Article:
"It's a great advantage for a magic weaver." Torogai didn't sound entirely convinced.

"It's a disadvantage for an herbalist who supplies magic weavers," Tanda retorted. "I have to gather nisum tonight, or you won't have any." He stood up. "I should get to where they're growing. If I do it before the second moon rises, I'll be fine." He took hold of the stick he'd chosen to help him get home.

Torogai rose and followed him out of the hut. "I'll come with you and make sure you don't fall into any ravines." She muttered something else that Tanda couldn't quite catch.

"You're welcome, of course, but aren't you tired? I assume you've been on the road all day."

She snorted. "The day I can't manage a day's travel and a night's--" She waved a hand to indicate everything around them. "--whatever is the day I retire. Probably move in with you. That's what apprentices are for, after all, to look after the master in her last days."

Tanda gave her a little bow and started walking. The nisum grew in rocky crevices in the hills near his home. He and Torogai could reach a good place to start looking in no more than fifteen minutes' walk.

"That's your answer," Torogai said a few minutes later as they walked along. "Take an apprentice. An apprentice herbalist. You're scarcely skilled enough with magic weaving to be left alone while I travel, but your skill with herbs is more than enough to teach."

Tanda thought about having someone with him, someone who saw only Sagu. He gave an uncomfortable shrug. "I might get someone who's frightened by what I see. Or someone who's more interested in magic weaving than in herbs." His protests sounded weak to his own ears. What I really want to say is that I ought to be married before I take an apprentice, and I don't want to marry anyone but Balsa, and she... I don't think she's ready to marry at all. Maybe she never will be.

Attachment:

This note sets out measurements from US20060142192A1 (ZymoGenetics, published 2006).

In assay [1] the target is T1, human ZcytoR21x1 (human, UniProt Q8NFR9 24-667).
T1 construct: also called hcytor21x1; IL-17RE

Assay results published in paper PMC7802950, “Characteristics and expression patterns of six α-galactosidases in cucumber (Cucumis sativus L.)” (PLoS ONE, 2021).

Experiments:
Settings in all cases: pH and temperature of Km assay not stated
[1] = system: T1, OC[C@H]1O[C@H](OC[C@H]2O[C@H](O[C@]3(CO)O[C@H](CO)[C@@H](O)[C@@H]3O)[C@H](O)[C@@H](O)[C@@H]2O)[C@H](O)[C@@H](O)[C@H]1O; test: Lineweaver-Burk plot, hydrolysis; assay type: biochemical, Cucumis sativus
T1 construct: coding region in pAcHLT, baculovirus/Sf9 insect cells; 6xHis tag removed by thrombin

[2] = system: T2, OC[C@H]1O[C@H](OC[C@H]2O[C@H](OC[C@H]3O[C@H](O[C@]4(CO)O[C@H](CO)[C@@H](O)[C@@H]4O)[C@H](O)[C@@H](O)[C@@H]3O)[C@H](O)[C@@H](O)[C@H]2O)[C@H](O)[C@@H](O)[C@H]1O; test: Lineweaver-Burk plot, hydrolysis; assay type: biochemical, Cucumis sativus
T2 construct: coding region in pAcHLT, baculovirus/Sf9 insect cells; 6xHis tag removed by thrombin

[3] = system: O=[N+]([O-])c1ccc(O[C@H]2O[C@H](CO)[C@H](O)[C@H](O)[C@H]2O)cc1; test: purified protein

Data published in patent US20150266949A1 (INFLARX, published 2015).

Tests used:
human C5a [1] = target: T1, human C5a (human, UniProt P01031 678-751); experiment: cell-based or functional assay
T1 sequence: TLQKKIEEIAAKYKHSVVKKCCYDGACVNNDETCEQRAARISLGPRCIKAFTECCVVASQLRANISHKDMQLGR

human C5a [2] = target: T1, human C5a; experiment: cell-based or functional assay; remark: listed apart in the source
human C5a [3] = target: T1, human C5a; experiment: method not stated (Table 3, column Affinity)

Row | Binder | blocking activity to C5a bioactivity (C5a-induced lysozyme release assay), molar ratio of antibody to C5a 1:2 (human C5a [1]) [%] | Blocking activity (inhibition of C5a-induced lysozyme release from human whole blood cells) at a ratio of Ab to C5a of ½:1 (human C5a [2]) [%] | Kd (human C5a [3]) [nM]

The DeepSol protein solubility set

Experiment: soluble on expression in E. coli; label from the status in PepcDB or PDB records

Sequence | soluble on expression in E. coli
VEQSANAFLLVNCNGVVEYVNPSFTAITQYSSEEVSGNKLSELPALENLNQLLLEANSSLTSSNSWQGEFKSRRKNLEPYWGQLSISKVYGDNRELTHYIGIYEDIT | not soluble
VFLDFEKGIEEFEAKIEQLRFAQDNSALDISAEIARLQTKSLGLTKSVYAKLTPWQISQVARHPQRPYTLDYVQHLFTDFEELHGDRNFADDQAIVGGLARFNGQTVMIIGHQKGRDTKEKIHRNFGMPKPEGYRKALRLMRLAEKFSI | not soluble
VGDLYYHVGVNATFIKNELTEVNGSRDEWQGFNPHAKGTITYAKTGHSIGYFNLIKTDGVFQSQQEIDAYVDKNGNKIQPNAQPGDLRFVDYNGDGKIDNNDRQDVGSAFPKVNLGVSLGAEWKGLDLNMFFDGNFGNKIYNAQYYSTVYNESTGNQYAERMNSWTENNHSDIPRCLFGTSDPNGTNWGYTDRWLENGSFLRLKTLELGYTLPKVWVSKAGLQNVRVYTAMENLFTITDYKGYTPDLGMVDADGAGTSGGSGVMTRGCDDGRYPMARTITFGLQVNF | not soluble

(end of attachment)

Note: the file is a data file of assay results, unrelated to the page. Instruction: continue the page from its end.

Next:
Torogai waved all of that away. "We'll find you the right child. I suppose I can teach, too, when I'm around, and I want you traveling with me more now. We'll simply be careful of the full moons. Yes, an apprentice is what you need."

Tanda sighed. He recognized signs of the inevitable. If Torogai wanted him to have an apprentice, what he wanted wouldn't matter in the least. "At least let me choose my own apprentice." He hoped it didn't sound like begging.

"Of course. I'll just help you by suggesting candidates."

Tanda could hear the smile in Torogai's voice. She knows perfectly well that she's pushing me into this. "How about one of my nieces or nephews? I'm sure one of them would be suitable."

"We'll go visiting your family tomorrow." Torogai sounded determined, and Tanda knew no amount of stalling or reluctance was going to get him out of it. "If not one of them, maybe a cousin's child or a friend of the family. We want to be quick, so we might as well start with what's close at hand."

"You really do intend to take me traveling then?"

"I do." Torogai fell silent for a minute as they crossed rough ground. "Your weaving with Chagum," she said at last, "showed that you've been paying attention. If you can pull that off, you're obviously ready for more complicated things, and I'm not going to stay in one place to teach you."

No, she wouldn't. Tanda felt a little homesickness for his hut even though he hadn't really left it yet. Still, if Madam Torogai wants me to travel, I'll travel. It will be good to learn more. I sometimes forget that I'm a magic weaver. As long as I'm home when Balsa comes back from Kanbal.